There are people in this country eating too much red meat. They should cut back. There are people eating too many carbs. They should cut back on those. There are also people eating too much fat, and the same advice applies to them, too.
What’s getting harder to justify, though, is a focus on any one nutrient as a culprit for everyone.
As with other bad guys in the food wars, the warnings against red meat are louder and more forceful than they need to be.
Americans are more overweight and obese than they pretty much have ever been. There’s also no question that we are eating more meat than in previous eras. But we’ve actually been reducing our red meat consumption for the last decade or so. This hasn’t led to a huge decrease in obesity rates or to arguments from experts that it is the reason for fewer deaths from cardiovascular disease.
Aaron E. Carroll, New York Times, March 30, 2015
Scientists have long been unable to find exoplanets—planets outside the solar system—beyond the confines of the Milky Way. After all, our galaxy is a warped disc about a hundred thousand light-years across and a thousand light-years thick, so it’s incredibly difficult to see beyond that. But now, a new study is saying there could be extragalactic exoplanets.
The study, published February 2 in The Astrophysical Journal Letters, gives the first evidence that more than a trillion exoplanets could exist beyond the Milky Way.
Beyond Our Galaxy
Using information from NASA’s Chandra X-ray Observatory and a planet detection technique called microlensing to study a distant quasar galaxy , scientists at the University of Oklahoma found evidence that there are approximately 2,000 extragalactic planets for every one star beyond the Milky Way. Some of these exoplanets are as (relatively) small as the moon, while others are as massive as Jupiter. Unlike Earth, most of the exoplanets are not tightly bound to stars, so they’re actually wandering through space or loosely orbiting between stars.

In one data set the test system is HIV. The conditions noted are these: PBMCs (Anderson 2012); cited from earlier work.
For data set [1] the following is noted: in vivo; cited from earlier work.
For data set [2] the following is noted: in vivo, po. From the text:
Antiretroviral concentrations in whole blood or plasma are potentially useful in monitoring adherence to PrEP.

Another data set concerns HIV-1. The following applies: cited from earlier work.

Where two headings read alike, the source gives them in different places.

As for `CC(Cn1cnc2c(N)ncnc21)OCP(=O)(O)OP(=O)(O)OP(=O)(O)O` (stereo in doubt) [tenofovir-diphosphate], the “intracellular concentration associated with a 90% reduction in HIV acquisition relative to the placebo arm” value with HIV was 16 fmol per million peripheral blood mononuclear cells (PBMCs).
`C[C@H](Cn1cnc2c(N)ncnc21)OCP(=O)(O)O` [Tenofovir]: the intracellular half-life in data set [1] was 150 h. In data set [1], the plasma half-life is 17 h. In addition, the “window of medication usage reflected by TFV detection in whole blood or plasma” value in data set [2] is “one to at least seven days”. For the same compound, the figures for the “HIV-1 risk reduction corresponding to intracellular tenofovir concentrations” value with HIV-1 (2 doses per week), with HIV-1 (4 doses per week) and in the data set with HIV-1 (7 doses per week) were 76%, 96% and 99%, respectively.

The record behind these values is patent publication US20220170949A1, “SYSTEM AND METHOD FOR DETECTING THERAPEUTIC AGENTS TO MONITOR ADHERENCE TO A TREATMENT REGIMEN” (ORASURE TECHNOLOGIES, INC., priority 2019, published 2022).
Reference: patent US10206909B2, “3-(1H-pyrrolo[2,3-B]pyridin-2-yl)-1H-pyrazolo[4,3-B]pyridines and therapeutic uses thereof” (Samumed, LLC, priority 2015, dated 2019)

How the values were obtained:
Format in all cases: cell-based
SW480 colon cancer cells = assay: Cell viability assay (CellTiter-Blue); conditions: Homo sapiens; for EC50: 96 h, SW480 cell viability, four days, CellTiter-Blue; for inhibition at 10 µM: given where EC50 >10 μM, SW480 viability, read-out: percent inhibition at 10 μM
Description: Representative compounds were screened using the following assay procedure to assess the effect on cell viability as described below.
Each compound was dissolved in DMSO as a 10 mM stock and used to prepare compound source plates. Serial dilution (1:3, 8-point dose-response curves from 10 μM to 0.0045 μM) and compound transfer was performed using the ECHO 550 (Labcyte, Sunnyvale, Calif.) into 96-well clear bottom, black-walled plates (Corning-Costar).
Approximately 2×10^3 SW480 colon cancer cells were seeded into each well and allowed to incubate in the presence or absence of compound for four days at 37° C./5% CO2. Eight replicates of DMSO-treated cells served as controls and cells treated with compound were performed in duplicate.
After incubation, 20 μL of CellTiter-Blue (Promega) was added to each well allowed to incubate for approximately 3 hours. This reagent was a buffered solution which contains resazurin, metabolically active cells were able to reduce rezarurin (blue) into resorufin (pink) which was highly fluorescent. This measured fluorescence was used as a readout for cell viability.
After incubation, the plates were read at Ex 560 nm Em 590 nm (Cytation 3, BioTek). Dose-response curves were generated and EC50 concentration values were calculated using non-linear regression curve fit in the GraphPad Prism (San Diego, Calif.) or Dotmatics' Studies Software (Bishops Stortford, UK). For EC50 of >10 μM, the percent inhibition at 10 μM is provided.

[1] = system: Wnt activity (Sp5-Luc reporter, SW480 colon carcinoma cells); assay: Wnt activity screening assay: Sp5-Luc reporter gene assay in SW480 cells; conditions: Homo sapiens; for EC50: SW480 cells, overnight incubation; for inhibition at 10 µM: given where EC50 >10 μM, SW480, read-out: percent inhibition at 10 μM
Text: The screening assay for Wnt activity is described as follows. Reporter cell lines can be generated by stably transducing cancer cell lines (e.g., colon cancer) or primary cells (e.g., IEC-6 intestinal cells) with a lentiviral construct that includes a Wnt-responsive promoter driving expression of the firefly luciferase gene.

Elaina Zachos, National Geographic, February 5, 2018
The tree lobster, one of the rarest insects on Earth, has lived a rather twisted life story.
Scientifically known as Dryococelus australis, this six-inch-long stick bug with a lobster-esque exoskeleton once occupied Lord Howe Island in the Tasman Sea, between Australia and New Zealand.
In 1918, rats escaping a capsized steamship swam ashore. The tree lobsters became rat chow. Two years later, all tree lobsters seemed to have vanished, and by 1960 they were declared extinct.
But in the latest chapter for what has also been called the Lord Howe stick insect, scientists compared the genomes of living stick bugs from a small island nearby to those of museum specimens, revealing that they are indeed the same species.
Joanna Klein, New York Times, October 6, 2017
SHIPS spewing soot into the pristine ocean air are causing extra lightning strikes along busy maritime routes. It is a bizarre example of how human activities can change the weather.
When Joel Thornton at the University of Washington in Seattle and his colleagues looked at records of lightning strikes between 2005 and 2016 from the World Wide Lightning Location Network, they noticed there were significantly more strikes in certain regions of the east Indian Ocean and the South China Sea, compared with the surrounding areas. Unusually, they occurred along two straight lines in the open ocean, which coincided with two of the busiest shipping lanes in the world. Along these paths there were twice as many lightning strikes as in nearby areas.
Lakshmi Supriya, New Scientist, September 19, 2017